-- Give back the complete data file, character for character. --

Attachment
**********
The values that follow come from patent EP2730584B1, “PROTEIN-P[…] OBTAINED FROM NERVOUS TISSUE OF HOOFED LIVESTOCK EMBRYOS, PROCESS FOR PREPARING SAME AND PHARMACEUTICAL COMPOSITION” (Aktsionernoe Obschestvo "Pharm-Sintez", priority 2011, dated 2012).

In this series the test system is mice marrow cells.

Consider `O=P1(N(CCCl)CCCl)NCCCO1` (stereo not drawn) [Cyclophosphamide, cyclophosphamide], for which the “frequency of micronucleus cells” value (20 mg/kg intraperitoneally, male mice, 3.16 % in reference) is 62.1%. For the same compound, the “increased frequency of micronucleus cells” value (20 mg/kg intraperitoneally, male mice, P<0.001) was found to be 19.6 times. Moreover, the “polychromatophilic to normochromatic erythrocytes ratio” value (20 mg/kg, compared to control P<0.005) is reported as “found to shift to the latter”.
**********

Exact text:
The values that follow come from patent EP2730584B1, “PROTEIN-P[…] OBTAINED FROM NERVOUS TISSUE OF HOOFED LIVESTOCK EMBRYOS, PROCESS FOR PREPARING SAME AND PHARMACEUTICAL COMPOSITION” (Aktsionernoe Obschestvo "Pharm-Sintez", priority 2011, dated 2012).

In this series the test system is mice marrow cells.

Consider `O=P1(N(CCCl)CCCl)NCCCO1` (stereo not drawn) [Cyclophosphamide, cyclophosphamide], for which the “frequency of micronucleus cells” value (20 mg/kg intraperitoneally, male mice, 3.16 % in reference) is 62.1%. For the same compound, the “increased frequency of micronucleus cells” value (20 mg/kg intraperitoneally, male mice, P<0.001) was found to be 19.6 times. Moreover, the “polychromatophilic to normochromatic erythrocytes ratio” value (20 mg/kg, compared to control P<0.005) is reported as “found to shift to the latter”.